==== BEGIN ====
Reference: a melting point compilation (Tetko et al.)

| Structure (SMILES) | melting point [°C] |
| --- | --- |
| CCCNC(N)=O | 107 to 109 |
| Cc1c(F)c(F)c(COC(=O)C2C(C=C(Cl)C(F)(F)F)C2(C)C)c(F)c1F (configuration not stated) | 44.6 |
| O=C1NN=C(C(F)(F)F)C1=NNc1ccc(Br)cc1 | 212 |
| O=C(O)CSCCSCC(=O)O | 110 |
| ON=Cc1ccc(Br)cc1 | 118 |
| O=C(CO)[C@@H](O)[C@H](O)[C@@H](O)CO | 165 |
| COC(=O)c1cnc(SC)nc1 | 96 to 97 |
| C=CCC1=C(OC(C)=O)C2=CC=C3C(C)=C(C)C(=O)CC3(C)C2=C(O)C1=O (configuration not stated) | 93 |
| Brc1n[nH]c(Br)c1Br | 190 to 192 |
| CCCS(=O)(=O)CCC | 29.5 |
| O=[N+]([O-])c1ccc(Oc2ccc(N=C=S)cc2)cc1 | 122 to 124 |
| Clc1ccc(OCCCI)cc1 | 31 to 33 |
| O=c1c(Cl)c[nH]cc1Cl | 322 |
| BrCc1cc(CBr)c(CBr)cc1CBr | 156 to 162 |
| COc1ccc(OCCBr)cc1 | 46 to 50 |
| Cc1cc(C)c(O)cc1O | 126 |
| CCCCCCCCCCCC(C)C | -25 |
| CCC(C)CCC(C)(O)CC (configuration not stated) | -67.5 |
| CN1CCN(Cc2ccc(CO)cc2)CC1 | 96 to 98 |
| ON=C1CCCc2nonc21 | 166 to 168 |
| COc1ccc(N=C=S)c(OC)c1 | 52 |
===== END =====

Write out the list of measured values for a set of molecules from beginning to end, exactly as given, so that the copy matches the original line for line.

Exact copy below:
Reference: a melting point compilation (Tetko et al.)

| Structure (SMILES) | melting point [°C] |
| --- | --- |
| CCCNC(N)=O | 107 to 109 |
| Cc1c(F)c(F)c(COC(=O)C2C(C=C(Cl)C(F)(F)F)C2(C)C)c(F)c1F (configuration not stated) | 44.6 |
| O=C1NN=C(C(F)(F)F)C1=NNc1ccc(Br)cc1 | 212 |
| O=C(O)CSCCSCC(=O)O | 110 |
| ON=Cc1ccc(Br)cc1 | 118 |
| O=C(CO)[C@@H](O)[C@H](O)[C@@H](O)CO | 165 |
| COC(=O)c1cnc(SC)nc1 | 96 to 97 |
| C=CCC1=C(OC(C)=O)C2=CC=C3C(C)=C(C)C(=O)CC3(C)C2=C(O)C1=O (configuration not stated) | 93 |
| Brc1n[nH]c(Br)c1Br | 190 to 192 |
| CCCS(=O)(=O)CCC | 29.5 |
| O=[N+]([O-])c1ccc(Oc2ccc(N=C=S)cc2)cc1 | 122 to 124 |
| Clc1ccc(OCCCI)cc1 | 31 to 33 |
| O=c1c(Cl)c[nH]cc1Cl | 322 |
| BrCc1cc(CBr)c(CBr)cc1CBr | 156 to 162 |
| COc1ccc(OCCBr)cc1 | 46 to 50 |
| Cc1cc(C)c(O)cc1O | 126 |
| CCCCCCCCCCCC(C)C | -25 |
| CCC(C)CCC(C)(O)CC (configuration not stated) | -67.5 |
| CN1CCN(Cc2ccc(CO)cc2)CC1 | 96 to 98 |
| ON=C1CCCc2nonc21 | 166 to 168 |
| COc1ccc(N=C=S)c(OC)c1 | 52 |